Setting up your data connector
I mentioned I was using Coefficient as a Google Sheet extension. Here’s how I set up the rest of the tabs by using the extension to pull in required data for the analysis.
Tab #1: Accounts tab
Tab #2: Contacts tab (even better you could set up an out-of-the-box rollup summary application since Salesforce does not have a rollup summary field for lookup relationships… consider using this Salesforce Ben article to figure out how.)
Tab #3: Opportunity tab. You should have a setup that tracks if a stage has been reached. See the Developing Sales Stages article to learn how to set this up.
If you know SOQL, you can write your own queries…
ACCOUNT Tab #1
SELECT Id, Name, OwnerId, Owner.Name, LastActivityDate FROM Account
ACCOUNT Tab #2
SELECT Id, Name, OwnerId, Owner.Name, LastActivityDate FROM Account WHERE LastActivityDate = LAST_N_DAYS:30
SELECT Id, Name, Title, Persona__c, AccountId, OwnerId, Owner.Name FROM CONTACT WHERE LastActivityDate = LAST_60_DAYS
For simplicity’s sake let’s assume you have a custom boolean field called Persona (Persona__c) which is set to TRUE based on a formula field. The formula would be a CONTAINS function which checks if certain keywords are in the job title.
SELECT Id, Name, StageName, Amount, CloseDate, CreatedDate, Owner.Name, Reached_Stage_2__c … Reached_Stage_5__c FROM OPPORTUNITY
Or you can keep it simple and just add fields and a filter
I still like to write my own queries and be familiar with the backend, but that’s just my preference. If you’re not handy with SOQL you can just use the field selector in Coefficient. Voilà!
Now we need a bunch of spreadsheet formulas
Putting the math together is the straightforward part. Use a few countifs formulas and you'll be able to collect all the information you need. If you have a paid account with Coefficient set your refresh interval to daily. When you revisit the scorecard you'll be able to see fresh data each time.
If you have a paid account with Coefficient, you can set your automated refresh interval to daily. When you revisit the scorecard you'll be able to see fresh data each time. On their Free plan, you’ll have the ability to refresh your data with the click of a button on your data import(s) tab(s) right within your spreadsheet.
At the bottom of the scorecard set up a new set of rows to capture the ranking of each rep per category. Google Sheets has a handy RANK function. This will do the work for you per column.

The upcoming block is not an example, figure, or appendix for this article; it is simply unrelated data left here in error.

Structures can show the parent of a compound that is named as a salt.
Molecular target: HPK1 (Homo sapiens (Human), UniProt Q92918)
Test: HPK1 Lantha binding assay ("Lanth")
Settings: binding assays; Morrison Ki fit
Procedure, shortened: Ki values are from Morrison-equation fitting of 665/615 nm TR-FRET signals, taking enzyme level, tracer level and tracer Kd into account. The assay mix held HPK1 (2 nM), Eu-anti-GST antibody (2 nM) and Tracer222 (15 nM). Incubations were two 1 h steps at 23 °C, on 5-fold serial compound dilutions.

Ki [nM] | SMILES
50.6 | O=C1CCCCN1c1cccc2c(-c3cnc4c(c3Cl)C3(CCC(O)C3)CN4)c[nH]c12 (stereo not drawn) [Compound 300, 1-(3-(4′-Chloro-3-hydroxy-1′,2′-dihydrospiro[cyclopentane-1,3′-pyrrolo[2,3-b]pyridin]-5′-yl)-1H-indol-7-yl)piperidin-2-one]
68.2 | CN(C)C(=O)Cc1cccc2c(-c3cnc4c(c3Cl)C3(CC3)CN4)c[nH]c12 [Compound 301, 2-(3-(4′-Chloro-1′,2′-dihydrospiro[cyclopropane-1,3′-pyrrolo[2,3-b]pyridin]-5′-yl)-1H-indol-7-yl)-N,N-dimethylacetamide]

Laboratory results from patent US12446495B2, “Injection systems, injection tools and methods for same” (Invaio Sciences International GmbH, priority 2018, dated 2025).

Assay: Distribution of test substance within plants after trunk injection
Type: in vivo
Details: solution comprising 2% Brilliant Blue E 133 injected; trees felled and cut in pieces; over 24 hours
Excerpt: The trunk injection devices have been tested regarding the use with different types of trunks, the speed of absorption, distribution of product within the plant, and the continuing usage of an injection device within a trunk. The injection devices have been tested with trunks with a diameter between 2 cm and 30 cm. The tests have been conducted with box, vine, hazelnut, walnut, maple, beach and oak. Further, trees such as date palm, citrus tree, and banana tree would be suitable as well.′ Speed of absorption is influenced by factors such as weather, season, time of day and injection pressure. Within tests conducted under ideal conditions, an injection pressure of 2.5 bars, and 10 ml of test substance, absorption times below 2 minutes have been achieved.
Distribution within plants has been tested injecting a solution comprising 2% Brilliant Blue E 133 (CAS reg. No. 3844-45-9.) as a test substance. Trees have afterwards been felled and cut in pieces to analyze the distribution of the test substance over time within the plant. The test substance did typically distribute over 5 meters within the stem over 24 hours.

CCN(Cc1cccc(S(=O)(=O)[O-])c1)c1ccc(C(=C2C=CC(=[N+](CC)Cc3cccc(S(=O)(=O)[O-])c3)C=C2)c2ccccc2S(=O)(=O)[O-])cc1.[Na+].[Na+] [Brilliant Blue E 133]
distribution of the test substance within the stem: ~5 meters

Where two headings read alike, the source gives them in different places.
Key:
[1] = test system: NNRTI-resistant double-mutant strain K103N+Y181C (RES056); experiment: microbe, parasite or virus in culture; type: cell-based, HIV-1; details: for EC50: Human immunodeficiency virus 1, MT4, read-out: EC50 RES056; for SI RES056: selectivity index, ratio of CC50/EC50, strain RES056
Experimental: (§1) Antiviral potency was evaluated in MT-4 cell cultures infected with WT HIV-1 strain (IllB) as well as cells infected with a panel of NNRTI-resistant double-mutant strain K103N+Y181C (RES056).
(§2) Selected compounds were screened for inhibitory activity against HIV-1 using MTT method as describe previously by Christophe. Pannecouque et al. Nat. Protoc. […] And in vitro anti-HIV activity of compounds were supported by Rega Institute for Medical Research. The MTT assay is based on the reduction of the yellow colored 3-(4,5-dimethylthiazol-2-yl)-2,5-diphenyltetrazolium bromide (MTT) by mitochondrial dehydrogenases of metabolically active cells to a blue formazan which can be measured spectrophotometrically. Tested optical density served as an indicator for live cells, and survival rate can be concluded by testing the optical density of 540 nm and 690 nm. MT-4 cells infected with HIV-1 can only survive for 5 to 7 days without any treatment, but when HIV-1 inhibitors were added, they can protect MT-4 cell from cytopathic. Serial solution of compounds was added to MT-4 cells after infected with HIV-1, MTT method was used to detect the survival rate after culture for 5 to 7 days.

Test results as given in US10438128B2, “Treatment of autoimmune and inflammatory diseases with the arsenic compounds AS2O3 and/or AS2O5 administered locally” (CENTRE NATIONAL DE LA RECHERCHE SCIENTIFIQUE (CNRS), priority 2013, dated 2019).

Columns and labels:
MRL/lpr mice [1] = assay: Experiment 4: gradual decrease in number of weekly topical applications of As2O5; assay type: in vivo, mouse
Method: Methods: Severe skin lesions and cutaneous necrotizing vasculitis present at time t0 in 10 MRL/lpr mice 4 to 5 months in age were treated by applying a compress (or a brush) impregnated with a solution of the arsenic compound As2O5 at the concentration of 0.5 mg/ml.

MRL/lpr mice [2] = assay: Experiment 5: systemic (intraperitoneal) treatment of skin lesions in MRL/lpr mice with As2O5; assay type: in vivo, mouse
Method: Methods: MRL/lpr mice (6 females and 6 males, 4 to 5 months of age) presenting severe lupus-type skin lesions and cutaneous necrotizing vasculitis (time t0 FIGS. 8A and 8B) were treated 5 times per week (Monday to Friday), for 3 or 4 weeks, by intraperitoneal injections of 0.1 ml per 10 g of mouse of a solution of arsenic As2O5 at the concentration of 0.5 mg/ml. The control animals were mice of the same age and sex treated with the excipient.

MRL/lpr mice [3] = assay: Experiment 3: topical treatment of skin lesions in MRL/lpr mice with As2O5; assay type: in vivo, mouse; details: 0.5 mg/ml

I use this function to grab the names of the account owners. Right away I notice there are some issues in the data quality. The sales reps are Ty Cobb, Joe DiMaggio, Jesse Owens, and Sugar Ray Robinson. I’m going to group or hide the rest.
This function is used to fill out the rest of the scorecard leveraging the raw data imported into the data tabs mentioned above.
The key to determining how reps perform up and down the funnel is to examine stage progression rates. Reps may do well at the top of the funnel, for example, but struggle middle or late in the funnel. This is an opportunity for enablement to build a custom program to improve the lot of that rep.
Key to this is to build out either custom Opportunity fields OR to leverage an Opportunity Field History report. I normally push for the Field History report but a custom field setup works just as well.
Here’s how the data looks in the data tabs.
Now that you have your scorecard set up, what’s the next step?
Sales leadership and operations uses the dashboard to monitor for any trends. Similar to a cohort view of a pipeline the scorecard is used to identify troubling areas. One method of identifying trends is to snapshot the data into a week-over-week view. Concerning to some observers is the high frequency of observing the data. It leads to a sense of micromanagement. Depending on your sales motion, the frequency for certain metrics can be viewed daily. Think of an SDR team that’s highly dependent on call activity and persona compliance. For an Enterprise organization looking at activity metrics doesn’t move the needle all that much. Instead, you might want to look at engagement at the account level and check to see if meetings are being scheduled or held with those in power.
Either way, find an operating cadence that works for your team. Then starting putting it into practice. Here’s a possible workflow to consider.